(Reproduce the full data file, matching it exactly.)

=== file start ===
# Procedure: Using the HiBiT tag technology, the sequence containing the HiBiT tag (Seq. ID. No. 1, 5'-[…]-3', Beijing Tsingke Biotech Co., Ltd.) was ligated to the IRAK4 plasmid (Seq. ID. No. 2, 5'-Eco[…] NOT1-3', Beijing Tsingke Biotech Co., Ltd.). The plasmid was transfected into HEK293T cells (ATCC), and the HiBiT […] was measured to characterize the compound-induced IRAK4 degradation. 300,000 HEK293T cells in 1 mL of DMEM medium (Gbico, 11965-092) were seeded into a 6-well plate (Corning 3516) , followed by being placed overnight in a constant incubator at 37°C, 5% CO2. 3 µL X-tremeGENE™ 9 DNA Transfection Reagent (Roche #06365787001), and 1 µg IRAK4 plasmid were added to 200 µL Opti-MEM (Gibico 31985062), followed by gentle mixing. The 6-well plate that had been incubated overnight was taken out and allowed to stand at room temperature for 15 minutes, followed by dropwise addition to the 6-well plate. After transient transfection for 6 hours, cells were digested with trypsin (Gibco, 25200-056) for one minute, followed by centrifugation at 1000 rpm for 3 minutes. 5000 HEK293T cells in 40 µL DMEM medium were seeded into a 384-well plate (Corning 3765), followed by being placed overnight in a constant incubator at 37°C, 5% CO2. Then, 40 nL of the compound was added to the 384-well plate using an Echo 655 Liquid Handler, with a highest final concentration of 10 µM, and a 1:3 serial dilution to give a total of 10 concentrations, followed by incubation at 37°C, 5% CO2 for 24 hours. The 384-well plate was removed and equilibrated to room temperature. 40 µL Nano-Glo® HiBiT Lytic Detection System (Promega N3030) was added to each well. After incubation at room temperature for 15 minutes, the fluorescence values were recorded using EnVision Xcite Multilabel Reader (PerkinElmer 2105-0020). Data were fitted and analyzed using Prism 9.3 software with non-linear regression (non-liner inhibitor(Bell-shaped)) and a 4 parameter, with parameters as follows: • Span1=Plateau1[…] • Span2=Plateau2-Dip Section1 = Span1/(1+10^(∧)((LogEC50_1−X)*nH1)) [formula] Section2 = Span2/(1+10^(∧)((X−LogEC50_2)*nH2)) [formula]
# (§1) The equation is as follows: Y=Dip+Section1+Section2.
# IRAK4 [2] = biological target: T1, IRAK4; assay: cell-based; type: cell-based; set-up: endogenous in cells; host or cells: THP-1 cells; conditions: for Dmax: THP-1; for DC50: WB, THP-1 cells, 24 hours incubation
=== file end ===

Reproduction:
# Procedure: Using the HiBiT tag technology, the sequence containing the HiBiT tag (Seq. ID. No. 1, 5'-[…]-3', Beijing Tsingke Biotech Co., Ltd.) was ligated to the IRAK4 plasmid (Seq. ID. No. 2, 5'-Eco[…] NOT1-3', Beijing Tsingke Biotech Co., Ltd.). The plasmid was transfected into HEK293T cells (ATCC), and the HiBiT […] was measured to characterize the compound-induced IRAK4 degradation. 300,000 HEK293T cells in 1 mL of DMEM medium (Gbico, 11965-092) were seeded into a 6-well plate (Corning 3516) , followed by being placed overnight in a constant incubator at 37°C, 5% CO2. 3 µL X-tremeGENE™ 9 DNA Transfection Reagent (Roche #06365787001), and 1 µg IRAK4 plasmid were added to 200 µL Opti-MEM (Gibico 31985062), followed by gentle mixing. The 6-well plate that had been incubated overnight was taken out and allowed to stand at room temperature for 15 minutes, followed by dropwise addition to the 6-well plate. After transient transfection for 6 hours, cells were digested with trypsin (Gibco, 25200-056) for one minute, followed by centrifugation at 1000 rpm for 3 minutes. 5000 HEK293T cells in 40 µL DMEM medium were seeded into a 384-well plate (Corning 3765), followed by being placed overnight in a constant incubator at 37°C, 5% CO2. Then, 40 nL of the compound was added to the 384-well plate using an Echo 655 Liquid Handler, with a highest final concentration of 10 µM, and a 1:3 serial dilution to give a total of 10 concentrations, followed by incubation at 37°C, 5% CO2 for 24 hours. The 384-well plate was removed and equilibrated to room temperature. 40 µL Nano-Glo® HiBiT Lytic Detection System (Promega N3030) was added to each well. After incubation at room temperature for 15 minutes, the fluorescence values were recorded using EnVision Xcite Multilabel Reader (PerkinElmer 2105-0020). Data were fitted and analyzed using Prism 9.3 software with non-linear regression (non-liner inhibitor(Bell-shaped)) and a 4 parameter, with parameters as follows: • Span1=Plateau1[…] • Span2=Plateau2-Dip Section1 = Span1/(1+10^(∧)((LogEC50_1−X)*nH1)) [formula] Section2 = Span2/(1+10^(∧)((X−LogEC50_2)*nH2)) [formula]
# (§1) The equation is as follows: Y=Dip+Section1+Section2.
# IRAK4 [2] = biological target: T1, IRAK4; assay: cell-based; type: cell-based; set-up: endogenous in cells; host or cells: THP-1 cells; conditions: for Dmax: THP-1; for DC50: WB, THP-1 cells, 24 hours incubation